ECU Department of Vocal Studies had an outstanding presence at 2017 NC NATS (National Association of Teachers of Singing) Auditions. Winning participants from ECU included:
First Place, Senior Women — Elizabeth Stovall
First Place, Sophomore Men — William Edwards
First Place, Freshman Women — Arianna Ford
First Place, Freshman Women — Ali Horton
First Place, Graduate Women — Tasha Johnson
Second Place, Junior Men — Eli Cole
Second Place, Junior Women — Gina Marie Falk
Second Place, Sophomore Women — Alexandra Fee
Second Place, Sophomore Women — Chloe Agostino
Second Place, Sophomore Women — Maggie Fox
Second Place, Hall Johnson Spiritual Award — Johnathon Spell
Third Place, Junior Men — Joseph Morris
Third Place, Sophomore Men — Christopher Short
All of the singers from ECU who placed as well as those who received Honorable Mention received scores that were high enough to allow them to participate in next month’s Regional Mid-Atlantic NATS auditions which will be held at UNC Chapel Hill. The award winning students come from the studios of Jami Rhodes, John Kramar, Daniel Shirley, and Nicole Fraley-Franklin.
Gabriel DiMartino has joined the ECU School of Music as assistant professor of trumpet.
DiMartino has performed as a member of The Wichita Symphony, The New Columbian Brass Band and the Doc Severinsen Big Band. He has been a featured recitalist, performing both jazz and classical music, at The International Trumpet Guild in Australia; Denver, Colorado; and Grand Rapids, Michigan. DiMartino has been an assisting artist in groups performing with Patti Austin, Allen Vizzutti, rock groups Chicago and Mannheim Steamroller, and other touring artists. He has recorded CDs as a soloist with The Syracuse University Wind Ensemble and with his father, well-known trumpet soloist Vince DiMartino.
DiMartino has also been a member of the summer faculty at Interlochen Center for the Arts and has presented master classes both there and at other institutions. He returns to his hometown of Danville, Kentucky, every summer to perform with The Advocate Brass Band at The Great American Brass Band Festival.
DiMartino was a frequent recitalist and member of orchestras, big bands and chamber ensembles in the central New York area where he lived. He also served as adjunct professor of trumpet at Syracuse University. He is a graduate of The Interlochen Arts Academy, DePaul University, and Wichita State University where he was a graduate teaching assistant and received a master’s degree in trumpet performance.
| East Carolina University faculty members Emanuel Gruber, cello, and Keiko Sekino, piano, have released a CD of Robert Schumann's music titled "Fantasy and Romance" on the Delos label.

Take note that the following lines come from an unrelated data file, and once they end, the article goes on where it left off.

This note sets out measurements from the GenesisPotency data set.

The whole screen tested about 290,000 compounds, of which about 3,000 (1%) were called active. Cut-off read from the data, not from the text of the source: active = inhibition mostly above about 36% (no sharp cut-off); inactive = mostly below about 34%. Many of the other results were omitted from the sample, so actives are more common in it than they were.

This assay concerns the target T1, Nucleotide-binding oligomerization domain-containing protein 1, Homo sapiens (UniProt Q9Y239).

Schumann wrote little original music for the cello–only his cello concerto and the Five Pieces in Folk-style, Op. 102, both on this CD. Cellists, eager to play his chamber compositions originally written for other instruments, have made successful transcriptions of those compositions, and six of those are offered on this CD.
This is Gruber's second CD on the Delos label, and his first recording collaboration with Sekino. His first CD with Delos, "Mendelssohn: Complete Music for Cello and Piano," with pianist Arnon Erez, was called "…in a word, beautiful..." by Allmusic.
The new CD is available on Amazon.com..
The East Carolina University Billy Taylor student jazz combo won first prize and $500 at the inaugural Fayetteville Symphony Orchestra Jazz&Wine Festival competition on October 2 in Fayetteville, NC. The competition featured student jazz combos from six North Carolina universities.
The winning combo includes Sean Reeser, tenor sax; Graeme Slonaker, piano; Cole Sipe, bass; and Zack Graybeal, drums.
Prize money is awarded to the winning jazz program's budget.
East Carolina University associate professor of music education Jay Juchniewicz had his research on best practices of highly-rated band directors featured in the August edition of "Teaching Music," a publication of the National Association for Music Education.
Juchniewicz and colleagues Steven N. Kelley of Florida State University and Amy I. Acklin from the University of Louisville examined almost 800 responses from 131 highly-rated and award-winning middle and high school band directors to determine that superior tone quality was their most consistent goal.